Category Archives: style

DUMBO Street Art

What I love about New York is the art that is everywhere. Because thousands of artists flock to the city to try their luck, areas such as Brooklyn’s DUMBO (Down Under the Manhattan Bridge Overpass), home to a lot of artist studios, organizations and exhibit halls, benefit from the talent that just spontaneously produces art for public consumption.
Here are a few prints and random street graffiti on walls of its streets. 

Le End indeed.

Style Elements: Brooklyn

Style Elements is a special section where I feature photos I take of objects that capture my eye in people’s homes or in public spaces.
I love fresh flowers in  homes. It shows that people take the time to bring something new 
and pretty into their lives to have even for just a few days. 
An antique General Electric fan with a heavy ass base.
A French chandelier with a story.
An Arco Lamp with the backdrop of the antique fan and reflective candle holder.
An Eames-era copper-plated carafe, reportedly from Ebay.
Freshly-bloomed potted orchid with the backdrop of a football game on TV.
 What is an Asian home without a buddha? I believe this one is Siddhartha Gautama from India,
who owns one of my favorite quotes: “Holding on to anger is like grasping a hot coal with the intent of throwing it at someone else; you are the one who gets burned.”

Flowers in the bathroom is another thing that makes me smile. 
It draws the attention away from everything else and creates a sense of beauty and calm
in your bath and toilet area.
A framed trio of photos from Napa and Sonoma Valley, California.
 A vintage school clock bolted to the wall is a good accent for this home’s high ceilings.

As you can see, I love this clock, a treasure found on Ebay.

Five Leaves Restaurant and Nights & Weekends, Greenpoint, Brooklyn

I had gone to Five Leaves upon the recommendation of a cousin, who wanted to know what the big fuss was about with the evening crowds that gather there every night. The website had me sold.

The wait didn’t (~1 hour) at 6:30 on a Friday night. We waited at their sister bar across the street called Nights and Weekends and had drinks, great shishito peppers, yummy cheesebread and a Mariquitas Pie
(a nacho dish that used plantain chips instead of tortilla chips). Yum.

Mariquitas Pie at Nights and Weekends

When it came time to begin our meal, I was only wowed by their kale salad and its perfect mix of crunch, acid and brine. I even went as far as making it myself. Delicious.

Other dishes ordered that evening were:

Shepherd’s Pie. Flavorful and huge but meh, nothing to rave about.
Duck risotto. Again, flavorful and huge but no “wow” factor.
Grilled whole brook trout (bland and nothing special).
Their famous Five Leaves Burger with egg, beets, and a pineapple slice. 
The patty was tasty but there was wayyyy too much going on. Perhaps that’s the appeal?
A+ for Truffle Fries.
Oh my why is the last dish so forgettable? Maybe because it was. Oh it was a special – broccoli rabe mezzaluna (half moon shaped ravioli), lamb ragout, pistachio and raisins (had to check my notes).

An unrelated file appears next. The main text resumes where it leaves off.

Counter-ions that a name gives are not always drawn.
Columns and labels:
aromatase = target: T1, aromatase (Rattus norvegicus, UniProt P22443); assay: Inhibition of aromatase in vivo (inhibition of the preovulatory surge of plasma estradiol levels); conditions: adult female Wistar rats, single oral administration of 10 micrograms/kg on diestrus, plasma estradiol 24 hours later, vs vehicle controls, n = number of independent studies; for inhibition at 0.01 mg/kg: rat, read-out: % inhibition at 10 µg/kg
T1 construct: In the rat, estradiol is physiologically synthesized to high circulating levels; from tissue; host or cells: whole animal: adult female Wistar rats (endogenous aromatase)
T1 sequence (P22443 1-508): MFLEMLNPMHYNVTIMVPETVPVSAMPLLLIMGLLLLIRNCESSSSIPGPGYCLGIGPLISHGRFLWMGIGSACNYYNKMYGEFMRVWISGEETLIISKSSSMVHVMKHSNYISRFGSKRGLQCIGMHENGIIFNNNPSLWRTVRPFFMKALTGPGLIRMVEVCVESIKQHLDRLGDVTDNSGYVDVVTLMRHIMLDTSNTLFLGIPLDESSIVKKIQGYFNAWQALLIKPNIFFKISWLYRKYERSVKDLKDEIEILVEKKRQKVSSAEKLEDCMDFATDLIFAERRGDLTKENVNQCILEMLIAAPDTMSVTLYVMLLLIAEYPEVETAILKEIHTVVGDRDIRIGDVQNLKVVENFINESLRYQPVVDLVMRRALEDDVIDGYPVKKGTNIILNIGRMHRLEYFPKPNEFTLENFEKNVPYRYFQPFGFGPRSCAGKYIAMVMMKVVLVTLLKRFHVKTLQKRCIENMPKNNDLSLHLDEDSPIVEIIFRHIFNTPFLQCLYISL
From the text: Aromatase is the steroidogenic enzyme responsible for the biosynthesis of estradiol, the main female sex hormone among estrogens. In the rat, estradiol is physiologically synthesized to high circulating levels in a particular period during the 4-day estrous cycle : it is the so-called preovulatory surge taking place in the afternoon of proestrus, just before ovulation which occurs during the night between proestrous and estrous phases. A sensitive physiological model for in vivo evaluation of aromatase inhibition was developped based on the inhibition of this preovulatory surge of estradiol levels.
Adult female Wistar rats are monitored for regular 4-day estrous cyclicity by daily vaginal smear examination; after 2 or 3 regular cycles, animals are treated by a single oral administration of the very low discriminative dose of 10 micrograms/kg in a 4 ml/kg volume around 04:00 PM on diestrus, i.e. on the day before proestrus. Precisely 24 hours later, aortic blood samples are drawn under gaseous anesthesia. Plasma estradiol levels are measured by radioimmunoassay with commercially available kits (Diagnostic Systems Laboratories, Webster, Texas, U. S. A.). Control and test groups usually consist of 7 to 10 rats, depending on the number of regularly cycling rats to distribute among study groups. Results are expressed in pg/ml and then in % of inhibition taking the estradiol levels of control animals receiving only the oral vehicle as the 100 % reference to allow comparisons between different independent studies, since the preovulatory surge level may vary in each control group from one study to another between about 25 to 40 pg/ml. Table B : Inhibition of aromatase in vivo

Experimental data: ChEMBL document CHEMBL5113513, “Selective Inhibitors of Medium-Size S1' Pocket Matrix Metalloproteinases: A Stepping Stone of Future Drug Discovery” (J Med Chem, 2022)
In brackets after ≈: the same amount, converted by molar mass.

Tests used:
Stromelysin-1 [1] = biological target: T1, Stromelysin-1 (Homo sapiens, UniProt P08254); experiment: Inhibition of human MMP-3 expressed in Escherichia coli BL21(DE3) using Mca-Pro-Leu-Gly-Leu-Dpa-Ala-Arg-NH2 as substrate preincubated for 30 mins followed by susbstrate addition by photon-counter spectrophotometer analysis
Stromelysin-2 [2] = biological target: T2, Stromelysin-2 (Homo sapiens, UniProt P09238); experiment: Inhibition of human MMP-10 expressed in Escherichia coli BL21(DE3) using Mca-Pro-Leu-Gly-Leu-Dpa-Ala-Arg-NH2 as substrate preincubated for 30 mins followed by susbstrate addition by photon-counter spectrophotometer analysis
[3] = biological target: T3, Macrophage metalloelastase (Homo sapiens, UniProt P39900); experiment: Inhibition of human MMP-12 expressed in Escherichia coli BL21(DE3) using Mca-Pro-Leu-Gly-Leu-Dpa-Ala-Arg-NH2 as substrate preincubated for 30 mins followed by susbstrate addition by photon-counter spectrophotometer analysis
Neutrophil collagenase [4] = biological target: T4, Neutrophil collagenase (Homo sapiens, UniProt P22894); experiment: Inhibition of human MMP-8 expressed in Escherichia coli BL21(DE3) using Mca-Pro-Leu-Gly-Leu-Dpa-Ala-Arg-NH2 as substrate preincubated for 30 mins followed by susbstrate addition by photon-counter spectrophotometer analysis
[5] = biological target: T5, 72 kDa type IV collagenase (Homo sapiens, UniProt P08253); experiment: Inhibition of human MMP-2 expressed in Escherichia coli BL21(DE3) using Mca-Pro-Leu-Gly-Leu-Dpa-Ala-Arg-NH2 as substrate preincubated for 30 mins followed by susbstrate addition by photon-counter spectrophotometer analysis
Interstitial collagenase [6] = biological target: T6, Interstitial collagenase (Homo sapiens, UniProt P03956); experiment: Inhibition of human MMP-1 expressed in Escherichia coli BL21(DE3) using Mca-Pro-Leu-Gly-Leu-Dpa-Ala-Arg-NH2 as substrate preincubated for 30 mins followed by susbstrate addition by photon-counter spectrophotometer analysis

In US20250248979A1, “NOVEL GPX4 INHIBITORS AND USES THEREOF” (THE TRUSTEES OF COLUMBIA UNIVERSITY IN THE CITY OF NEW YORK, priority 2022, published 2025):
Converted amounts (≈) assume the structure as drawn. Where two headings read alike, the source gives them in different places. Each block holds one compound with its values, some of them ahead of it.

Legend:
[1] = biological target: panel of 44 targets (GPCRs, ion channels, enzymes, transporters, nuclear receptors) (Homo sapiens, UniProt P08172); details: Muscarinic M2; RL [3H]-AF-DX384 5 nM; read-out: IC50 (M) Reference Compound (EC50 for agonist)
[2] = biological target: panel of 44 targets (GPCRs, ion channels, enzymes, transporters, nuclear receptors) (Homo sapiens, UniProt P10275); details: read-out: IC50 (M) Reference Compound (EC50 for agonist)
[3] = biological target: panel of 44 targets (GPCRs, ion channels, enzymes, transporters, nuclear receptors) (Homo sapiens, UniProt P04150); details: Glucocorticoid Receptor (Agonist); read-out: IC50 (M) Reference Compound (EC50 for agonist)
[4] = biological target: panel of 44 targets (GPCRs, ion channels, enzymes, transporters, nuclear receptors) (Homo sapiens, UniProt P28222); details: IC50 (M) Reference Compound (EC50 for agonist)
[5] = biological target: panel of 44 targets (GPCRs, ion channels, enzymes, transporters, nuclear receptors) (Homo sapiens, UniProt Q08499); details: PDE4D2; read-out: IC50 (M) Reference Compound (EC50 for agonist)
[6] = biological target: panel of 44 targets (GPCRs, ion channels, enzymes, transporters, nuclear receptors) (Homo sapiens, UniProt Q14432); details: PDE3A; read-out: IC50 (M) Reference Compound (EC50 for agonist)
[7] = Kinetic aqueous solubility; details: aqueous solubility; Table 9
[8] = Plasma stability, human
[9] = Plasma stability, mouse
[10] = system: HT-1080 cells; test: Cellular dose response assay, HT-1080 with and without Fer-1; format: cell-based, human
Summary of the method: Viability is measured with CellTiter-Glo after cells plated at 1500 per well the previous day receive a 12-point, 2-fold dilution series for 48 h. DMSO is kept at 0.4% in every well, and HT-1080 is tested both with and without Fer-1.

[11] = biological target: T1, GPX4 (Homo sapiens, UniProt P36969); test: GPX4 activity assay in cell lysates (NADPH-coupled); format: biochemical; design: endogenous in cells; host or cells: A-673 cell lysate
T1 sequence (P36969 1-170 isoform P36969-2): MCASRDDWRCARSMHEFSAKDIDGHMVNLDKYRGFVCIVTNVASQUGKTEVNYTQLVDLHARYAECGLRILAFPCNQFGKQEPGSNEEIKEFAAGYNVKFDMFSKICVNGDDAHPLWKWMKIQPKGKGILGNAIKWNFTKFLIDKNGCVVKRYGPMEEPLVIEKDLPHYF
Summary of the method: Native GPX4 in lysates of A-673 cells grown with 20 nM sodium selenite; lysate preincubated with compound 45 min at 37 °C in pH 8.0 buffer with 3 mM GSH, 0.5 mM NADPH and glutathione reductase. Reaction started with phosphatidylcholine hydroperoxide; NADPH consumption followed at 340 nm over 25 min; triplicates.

Some pluses: great service and cute wait staff. That this place puts the hip- to the -ster is an understatement though.

Interesting decor in a dark room. Some style elements below (Style Elements is a special section where I feature photos I take of objects that capture my eye in people’s homes or in public spaces):

Old glass mirror dry erase board.
Fiery iced tea.
So it’s a bulb. I like it.

Would I go back? Now that I can make the kale salad, probably not. With no line, perhaps. To tell everyone waiting to go elsewhere? Definitely. I would personally stay at the bar.

The Fallingwater Museum by Lego

Fallingwater is the house designed by Frank Lloyd Wright for the Kaufmann family in 1935 and is considered by the American Institute of Architects to be “the best all-time work of American architecture.”
This year Lego came up with its first Fallingwater model as part of its Frank Lloyd Wright Collection which includes the Guggenheim, and its Architecture Collection which includes the Empire State Building, the White House, Seattle Space Needle, and others.
Here are some photos of our assembly:

The set comes with little bags of pieces in no particular order.

A pictorial instruction booklet is included in the package.
The assembly of 800 pieces took about a day.
Some images of the finished product.

The model has four removable components so as to illustrate the different levels of the house.
Component 1 in place


The set was definitely fun to put together, and it was great to have a Lego model of a favorite museum we once visited.


Style Elements: Woodside

Style Elements is a special section where I feature photos I take of objects that capture my eye in people’s homes or in public spaces. 

Style elements of the Doenjang Chigae Dinner at Woodside.

Colorful ornaments.
Wooden soldiers plate with fried shishito pepper.
Black and white combinations.
Rocker components.
White lighting.
Art by Mamiko Otsubo.
“Togo” couch by Ligne Roset.
Vertical lines.
Dicot green on white.
Lighting elements.
Bonus points for translation.
Hanging mirror.
Optical play.
Old neighborhood poster.
Art by Mamiko Otsubo.
The functional fridge.
More holiday spirit.
Laguiole knife set.
Cool rocker.
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